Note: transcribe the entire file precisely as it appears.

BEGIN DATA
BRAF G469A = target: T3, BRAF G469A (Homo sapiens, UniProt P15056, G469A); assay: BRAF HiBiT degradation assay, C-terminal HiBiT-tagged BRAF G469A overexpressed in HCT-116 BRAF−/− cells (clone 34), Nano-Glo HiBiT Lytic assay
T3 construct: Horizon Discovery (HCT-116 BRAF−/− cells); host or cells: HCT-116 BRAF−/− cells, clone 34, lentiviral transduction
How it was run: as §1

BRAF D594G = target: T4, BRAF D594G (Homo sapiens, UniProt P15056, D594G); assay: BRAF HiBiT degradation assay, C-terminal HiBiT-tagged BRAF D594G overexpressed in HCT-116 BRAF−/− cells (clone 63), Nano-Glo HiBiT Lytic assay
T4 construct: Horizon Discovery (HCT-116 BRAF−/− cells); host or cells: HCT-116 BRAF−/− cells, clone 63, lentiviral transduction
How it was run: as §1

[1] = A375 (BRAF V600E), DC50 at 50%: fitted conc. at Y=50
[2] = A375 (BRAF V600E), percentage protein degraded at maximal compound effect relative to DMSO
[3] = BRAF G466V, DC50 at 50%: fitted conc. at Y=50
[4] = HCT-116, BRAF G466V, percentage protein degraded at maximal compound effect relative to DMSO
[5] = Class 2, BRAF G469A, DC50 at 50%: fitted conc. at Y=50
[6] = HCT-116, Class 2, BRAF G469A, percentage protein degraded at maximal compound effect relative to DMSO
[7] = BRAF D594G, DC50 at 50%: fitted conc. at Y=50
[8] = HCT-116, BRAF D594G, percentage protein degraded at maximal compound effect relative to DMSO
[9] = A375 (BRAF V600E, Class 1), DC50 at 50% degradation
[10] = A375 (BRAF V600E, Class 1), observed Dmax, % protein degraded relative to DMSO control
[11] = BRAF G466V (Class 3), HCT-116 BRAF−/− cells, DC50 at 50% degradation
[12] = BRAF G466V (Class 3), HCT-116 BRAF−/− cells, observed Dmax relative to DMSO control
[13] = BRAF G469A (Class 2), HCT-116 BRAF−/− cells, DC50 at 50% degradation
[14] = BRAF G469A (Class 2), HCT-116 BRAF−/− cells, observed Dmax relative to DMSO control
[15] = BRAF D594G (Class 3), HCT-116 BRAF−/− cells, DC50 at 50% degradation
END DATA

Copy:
BRAF G469A = target: T3, BRAF G469A (Homo sapiens, UniProt P15056, G469A); assay: BRAF HiBiT degradation assay, C-terminal HiBiT-tagged BRAF G469A overexpressed in HCT-116 BRAF−/− cells (clone 34), Nano-Glo HiBiT Lytic assay
T3 construct: Horizon Discovery (HCT-116 BRAF−/− cells); host or cells: HCT-116 BRAF−/− cells, clone 34, lentiviral transduction
How it was run: as §1

BRAF D594G = target: T4, BRAF D594G (Homo sapiens, UniProt P15056, D594G); assay: BRAF HiBiT degradation assay, C-terminal HiBiT-tagged BRAF D594G overexpressed in HCT-116 BRAF−/− cells (clone 63), Nano-Glo HiBiT Lytic assay
T4 construct: Horizon Discovery (HCT-116 BRAF−/− cells); host or cells: HCT-116 BRAF−/− cells, clone 63, lentiviral transduction
How it was run: as §1

[1] = A375 (BRAF V600E), DC50 at 50%: fitted conc. at Y=50
[2] = A375 (BRAF V600E), percentage protein degraded at maximal compound effect relative to DMSO
[3] = BRAF G466V, DC50 at 50%: fitted conc. at Y=50
[4] = HCT-116, BRAF G466V, percentage protein degraded at maximal compound effect relative to DMSO
[5] = Class 2, BRAF G469A, DC50 at 50%: fitted conc. at Y=50
[6] = HCT-116, Class 2, BRAF G469A, percentage protein degraded at maximal compound effect relative to DMSO
[7] = BRAF D594G, DC50 at 50%: fitted conc. at Y=50
[8] = HCT-116, BRAF D594G, percentage protein degraded at maximal compound effect relative to DMSO
[9] = A375 (BRAF V600E, Class 1), DC50 at 50% degradation
[10] = A375 (BRAF V600E, Class 1), observed Dmax, % protein degraded relative to DMSO control
[11] = BRAF G466V (Class 3), HCT-116 BRAF−/− cells, DC50 at 50% degradation
[12] = BRAF G466V (Class 3), HCT-116 BRAF−/− cells, observed Dmax relative to DMSO control
[13] = BRAF G469A (Class 2), HCT-116 BRAF−/− cells, DC50 at 50% degradation
[14] = BRAF G469A (Class 2), HCT-116 BRAF−/− cells, observed Dmax relative to DMSO control
[15] = BRAF D594G (Class 3), HCT-116 BRAF−/− cells, DC50 at 50% degradation